A potato chip made of air.
When it comes to the potato, world-renowned chef Jose Andres, says everything has been done before, including turning one of America’s favorite snacks into sort of a foamed potato chip. Indeed, converting the physical state of the potato chip is among Andres’s many technological accomplishments in the kitchen.
"We did turn them into air,” said Andres, a endless source of innovation in the culinary arts. “But people didn't get it."
Andres doesn’t seem to care much that people get it, so long as they stay with him for the entirety of the ride. The good business leaders, according to Andres, make sure everyone is “tagging along” with what they do. Instead of a straight line, zigzag every once in a while, he recommends. Bring people along.
And sometimes the ride involves departing from the tried and true. Like, for example, the dining table.
"I'm getting tired of a flat table," said Andres, citing the Romans’ more free-form dining style as more interesting than that of modern diners. "We are becoming too obvious.”
Andres is the creator of Jaleo, Minibar, Zaytinya and the Bazaar, among other eating establishments. He is also the culinary mind behind America Eats Tavern — a restaurant born of the partnership between Andres’ ThinkFoodGroup and the Foundation for the National Archives. At America Eats, the menu tells the history of the United States: an opportunity for an artist who can neither sing nor act nor paint to pay tribute to America.
Andres has gone from the ivory tower to Washington’s sidewalks. He has taught at Harvard, and will be starting a food truck called Pepe in the District. During his appearance at the Washington Post Live panel discussion Tuesday at the Andrew Mellon Auditorium downtown, Andres said that the food truck was an untapped resource for job creation and entrepreneurship in the culinary industry.
But his innovations have not clearly sailed past the more practical eyes of health inspectors or the rigidity of cultural roadblocks. For example, Jaleo will be getting crystal plates in the near future that are shaped like shoes — a development that came out of the issue health inspectors took with his using real (albeit clean and lined) shoes as the vessel for a meal. The clear shoe passes the health code while satisfying his creative vision.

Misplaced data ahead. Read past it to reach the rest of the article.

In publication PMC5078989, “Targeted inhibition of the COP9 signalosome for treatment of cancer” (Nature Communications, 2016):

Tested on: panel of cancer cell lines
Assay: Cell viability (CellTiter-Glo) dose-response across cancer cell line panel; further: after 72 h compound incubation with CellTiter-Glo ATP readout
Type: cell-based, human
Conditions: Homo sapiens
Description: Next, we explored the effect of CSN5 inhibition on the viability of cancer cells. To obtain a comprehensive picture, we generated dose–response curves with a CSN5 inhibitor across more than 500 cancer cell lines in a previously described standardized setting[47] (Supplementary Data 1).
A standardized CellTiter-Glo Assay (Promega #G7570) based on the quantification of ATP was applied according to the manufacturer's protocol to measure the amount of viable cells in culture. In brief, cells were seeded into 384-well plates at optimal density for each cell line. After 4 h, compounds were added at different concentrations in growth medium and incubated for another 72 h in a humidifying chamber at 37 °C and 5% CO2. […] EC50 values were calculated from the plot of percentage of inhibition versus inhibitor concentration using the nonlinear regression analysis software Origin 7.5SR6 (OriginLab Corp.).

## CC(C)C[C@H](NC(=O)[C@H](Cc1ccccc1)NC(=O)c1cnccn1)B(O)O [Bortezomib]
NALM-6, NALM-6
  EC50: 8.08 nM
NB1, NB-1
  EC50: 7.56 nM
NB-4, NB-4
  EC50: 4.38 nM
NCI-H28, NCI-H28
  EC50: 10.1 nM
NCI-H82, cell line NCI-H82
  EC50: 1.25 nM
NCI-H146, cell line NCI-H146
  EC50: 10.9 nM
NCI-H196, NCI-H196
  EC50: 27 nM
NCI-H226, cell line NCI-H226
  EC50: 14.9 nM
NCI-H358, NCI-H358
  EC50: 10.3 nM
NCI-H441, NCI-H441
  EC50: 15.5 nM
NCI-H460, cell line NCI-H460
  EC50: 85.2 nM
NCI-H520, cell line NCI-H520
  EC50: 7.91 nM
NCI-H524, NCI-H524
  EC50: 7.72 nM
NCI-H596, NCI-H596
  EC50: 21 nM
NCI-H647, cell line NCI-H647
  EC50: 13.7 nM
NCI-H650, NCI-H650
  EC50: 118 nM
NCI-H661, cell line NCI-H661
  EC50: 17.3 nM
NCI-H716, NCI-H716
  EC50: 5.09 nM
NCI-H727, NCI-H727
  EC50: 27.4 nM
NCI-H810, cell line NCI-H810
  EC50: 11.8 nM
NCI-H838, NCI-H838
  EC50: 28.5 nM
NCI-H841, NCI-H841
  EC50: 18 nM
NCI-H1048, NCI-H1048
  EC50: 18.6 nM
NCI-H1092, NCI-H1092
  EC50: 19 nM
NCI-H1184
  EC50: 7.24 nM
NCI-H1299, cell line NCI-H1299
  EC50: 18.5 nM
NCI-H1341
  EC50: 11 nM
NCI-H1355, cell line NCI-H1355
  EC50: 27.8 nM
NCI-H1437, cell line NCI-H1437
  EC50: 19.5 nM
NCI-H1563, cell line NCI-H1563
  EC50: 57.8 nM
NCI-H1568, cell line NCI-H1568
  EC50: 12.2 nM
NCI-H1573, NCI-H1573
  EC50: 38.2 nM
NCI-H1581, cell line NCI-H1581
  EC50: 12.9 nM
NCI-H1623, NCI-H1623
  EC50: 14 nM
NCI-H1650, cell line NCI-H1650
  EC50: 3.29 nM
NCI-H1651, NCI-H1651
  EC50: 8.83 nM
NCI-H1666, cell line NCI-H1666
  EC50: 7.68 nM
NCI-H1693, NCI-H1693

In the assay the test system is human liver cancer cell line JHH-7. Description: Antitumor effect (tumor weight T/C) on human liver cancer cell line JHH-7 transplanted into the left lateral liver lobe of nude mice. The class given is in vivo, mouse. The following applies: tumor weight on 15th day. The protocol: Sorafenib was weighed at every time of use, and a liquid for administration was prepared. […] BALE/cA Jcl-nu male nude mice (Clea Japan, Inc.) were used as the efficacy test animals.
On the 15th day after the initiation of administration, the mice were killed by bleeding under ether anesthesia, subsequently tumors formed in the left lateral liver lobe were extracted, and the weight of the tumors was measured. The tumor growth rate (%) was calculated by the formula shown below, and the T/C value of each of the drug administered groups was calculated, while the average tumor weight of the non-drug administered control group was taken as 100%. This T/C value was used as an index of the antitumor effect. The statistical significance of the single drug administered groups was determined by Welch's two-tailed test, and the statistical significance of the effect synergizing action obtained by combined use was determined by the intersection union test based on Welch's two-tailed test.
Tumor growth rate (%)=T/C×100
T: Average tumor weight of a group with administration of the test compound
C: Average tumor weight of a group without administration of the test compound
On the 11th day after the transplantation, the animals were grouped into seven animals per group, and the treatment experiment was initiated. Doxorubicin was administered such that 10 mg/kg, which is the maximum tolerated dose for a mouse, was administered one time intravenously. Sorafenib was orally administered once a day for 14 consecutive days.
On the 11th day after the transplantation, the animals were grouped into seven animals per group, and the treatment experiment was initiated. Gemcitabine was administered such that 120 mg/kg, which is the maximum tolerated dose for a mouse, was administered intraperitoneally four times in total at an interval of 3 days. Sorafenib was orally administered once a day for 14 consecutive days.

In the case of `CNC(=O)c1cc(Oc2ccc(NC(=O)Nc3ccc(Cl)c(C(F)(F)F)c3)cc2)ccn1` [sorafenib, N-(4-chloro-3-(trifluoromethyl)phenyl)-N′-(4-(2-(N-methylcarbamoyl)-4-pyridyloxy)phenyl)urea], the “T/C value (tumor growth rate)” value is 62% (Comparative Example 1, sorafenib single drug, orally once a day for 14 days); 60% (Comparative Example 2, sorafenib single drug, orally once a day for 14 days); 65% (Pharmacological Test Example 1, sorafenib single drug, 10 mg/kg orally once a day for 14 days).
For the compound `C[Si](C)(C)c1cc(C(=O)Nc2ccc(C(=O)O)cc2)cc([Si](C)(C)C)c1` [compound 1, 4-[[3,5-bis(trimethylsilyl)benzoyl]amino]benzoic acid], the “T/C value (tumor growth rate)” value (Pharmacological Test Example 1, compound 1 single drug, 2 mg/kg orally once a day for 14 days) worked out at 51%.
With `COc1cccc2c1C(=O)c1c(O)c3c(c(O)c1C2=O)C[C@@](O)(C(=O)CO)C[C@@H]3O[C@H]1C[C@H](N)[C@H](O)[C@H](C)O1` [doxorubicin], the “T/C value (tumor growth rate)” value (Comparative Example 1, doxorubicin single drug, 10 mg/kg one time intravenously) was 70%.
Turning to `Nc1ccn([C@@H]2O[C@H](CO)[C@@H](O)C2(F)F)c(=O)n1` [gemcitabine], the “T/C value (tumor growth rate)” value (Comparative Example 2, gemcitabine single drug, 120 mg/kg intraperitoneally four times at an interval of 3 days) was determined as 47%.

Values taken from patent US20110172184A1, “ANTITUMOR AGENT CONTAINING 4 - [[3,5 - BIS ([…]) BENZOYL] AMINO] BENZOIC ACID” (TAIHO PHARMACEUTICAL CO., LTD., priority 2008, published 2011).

"That tells you how unbelievably simple things can be," said Andres. But he acknowledged that, while a shoe on the table in America is whimsical, in other parts of the world, it could be seen as the most vile of insults.
And sometimes the problem is not that there are barriers to innovation in the food business, but the lack thereof.
Andres calls the ability of food manufacturers to create ingestible products that could last for years “brilliant,” but also an example of innovation that had gone too far.
"This is when innovation has to be managed," said the chef.
The world’s biggest challenge over the 21st century, according to Andres, is how to handle having food always within our reach, while increasing fruits, vegetables, grains and higher-quality meats (but less meat, in general) in our daily diets.
The food business, according Andres, has nearly infinite potential — a somewhat predictable view from the man who has successfully caramelized olive oil. But it is a view that could set on a different course many who see food as merely a means to an end.
According to Andres, the food industry, for those who choose to look at it more broadly as they pursue the craft, is one that will let practitioners touch every angle of society and fundamentally change the course of humanity, from the environment to obesity.
"The business of feeding people,” said Andres, “is the most amazing business in the world."
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